4 years ago5,000+ Views
Everybody know the saying, "Even a thousand miles journey, begins with one step", which is attributed to Mao Zedong. Fewer know that this is not the original saying. Among his many notorious habits ( and certainly not the worst of them ), Mao used to steal other people's sayings and twist them to sooth his needs. The original saying appears in the Tao Te Ching, the masterpiece book of Laozi ( circa 600 B.C. ) , and its correct translation to English is, "A journey of a thousand miles, begins beneath the feet". Its a subtle but an important difference. While Mao's version is about endurance, the original version bares a much deeper message about acceptance. What Laozi meant to teach us in this saying, as in the whole chapter 64 of the Tao Te Ching in which it appears, is that in order to make changes, we must first accept the present situation. Without this acceptance, our efforts are doomed to fail. Wait a second. I know exactly what you're thinking now. You're thinking that this can't be true. That if you are not completely fed up with the present situation, why would you bother to change it? I know that this is what you think, because it is very natural, and maybe even reasonable to think so. But here is what this way of thinking misses - Change is not an exceptional thing. Change is normal. Everything changes all the time. The thing is, that in order for change to be useful and constructive, it has to be understood and accepted, as part of the system. Think about it. If things are as they always were, what happened that you are all fed up with them all of the sudden? Isn't it, that while you were thinking that the status quo was maintained, something was gradually getting worse? What would happen, what would you do, if you were aware of that? So to change the system, use the system. It's like how the automobile was first a horseless carriage, and how Linus Torvalds gradually created Linux out of something else. All systems are broken, but that's exactly what enables them to adapt and change. Destroying the old order to build a new one, may seem like the bold and just thing to do, but as the case of Mao's culture revolution and many other cases show, this is not the right way to bring about positive and sustainable change.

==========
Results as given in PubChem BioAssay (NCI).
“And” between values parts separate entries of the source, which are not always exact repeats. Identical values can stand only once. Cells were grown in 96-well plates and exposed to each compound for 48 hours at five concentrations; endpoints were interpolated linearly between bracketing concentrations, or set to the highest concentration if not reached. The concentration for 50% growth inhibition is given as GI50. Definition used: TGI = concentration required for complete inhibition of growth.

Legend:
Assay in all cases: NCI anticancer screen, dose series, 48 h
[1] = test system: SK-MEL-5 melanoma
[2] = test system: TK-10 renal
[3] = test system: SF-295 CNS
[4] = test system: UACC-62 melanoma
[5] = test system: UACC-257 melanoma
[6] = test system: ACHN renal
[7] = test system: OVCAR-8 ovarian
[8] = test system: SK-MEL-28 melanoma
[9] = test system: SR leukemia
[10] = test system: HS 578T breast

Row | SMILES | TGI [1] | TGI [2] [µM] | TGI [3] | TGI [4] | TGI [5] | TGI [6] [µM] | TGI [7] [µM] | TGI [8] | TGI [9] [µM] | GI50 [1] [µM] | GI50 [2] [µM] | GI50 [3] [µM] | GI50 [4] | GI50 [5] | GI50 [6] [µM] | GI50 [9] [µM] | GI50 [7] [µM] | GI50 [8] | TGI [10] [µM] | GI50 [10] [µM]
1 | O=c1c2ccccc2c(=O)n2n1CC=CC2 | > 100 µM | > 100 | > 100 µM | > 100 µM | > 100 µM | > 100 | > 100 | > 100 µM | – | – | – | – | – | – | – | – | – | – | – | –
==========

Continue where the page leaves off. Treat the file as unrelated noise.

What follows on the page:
@linbur0100, I am really glad to know that you have to think about what I wrote. :-)
thanks @goyo. I must admit that it's a little deep for me. I'm going to have to read it a couple more times and mull it over to decide what I really think about it. :-)
@linbur0100 I think you would want to give this a read. I personally love it...
@orenshani7 I really commend you for this piece. It is thoughtful and absolutely correct! In order to be able to change things for the better, one must understand what plagues the current system. How can we learn that? Experience. What I also loved about this piece was how it makes a the correct point that in order for us to produce change the right way, we must accept that change is constant. If we stop perceiving change as a stop and go kind of thing, we will be able to see just how change will naturally happen whether we want it or not. So we should guide change to be positive...